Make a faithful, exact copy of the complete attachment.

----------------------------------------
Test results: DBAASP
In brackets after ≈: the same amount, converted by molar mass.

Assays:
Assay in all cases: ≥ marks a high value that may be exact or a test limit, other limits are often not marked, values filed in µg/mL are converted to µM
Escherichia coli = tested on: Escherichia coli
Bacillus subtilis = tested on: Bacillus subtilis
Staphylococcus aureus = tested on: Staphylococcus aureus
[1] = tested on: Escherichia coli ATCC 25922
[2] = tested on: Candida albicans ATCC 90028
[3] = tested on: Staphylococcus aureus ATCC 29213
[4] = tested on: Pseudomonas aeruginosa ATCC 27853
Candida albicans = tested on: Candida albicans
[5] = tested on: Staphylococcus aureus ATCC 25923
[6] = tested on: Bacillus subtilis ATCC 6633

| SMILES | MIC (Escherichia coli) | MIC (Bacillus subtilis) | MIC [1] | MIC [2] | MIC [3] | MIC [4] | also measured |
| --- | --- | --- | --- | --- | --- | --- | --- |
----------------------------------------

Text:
Test results: DBAASP
In brackets after ≈: the same amount, converted by molar mass.

Assays:
Assay in all cases: ≥ marks a high value that may be exact or a test limit, other limits are often not marked, values filed in µg/mL are converted to µM
Escherichia coli = tested on: Escherichia coli
Bacillus subtilis = tested on: Bacillus subtilis
Staphylococcus aureus = tested on: Staphylococcus aureus
[1] = tested on: Escherichia coli ATCC 25922
[2] = tested on: Candida albicans ATCC 90028
[3] = tested on: Staphylococcus aureus ATCC 29213
[4] = tested on: Pseudomonas aeruginosa ATCC 27853
Candida albicans = tested on: Candida albicans
[5] = tested on: Staphylococcus aureus ATCC 25923
[6] = tested on: Bacillus subtilis ATCC 6633

| SMILES | MIC (Escherichia coli) | MIC (Bacillus subtilis) | MIC [1] | MIC [2] | MIC [3] | MIC [4] | also measured |
| --- | --- | --- | --- | --- | --- | --- | --- |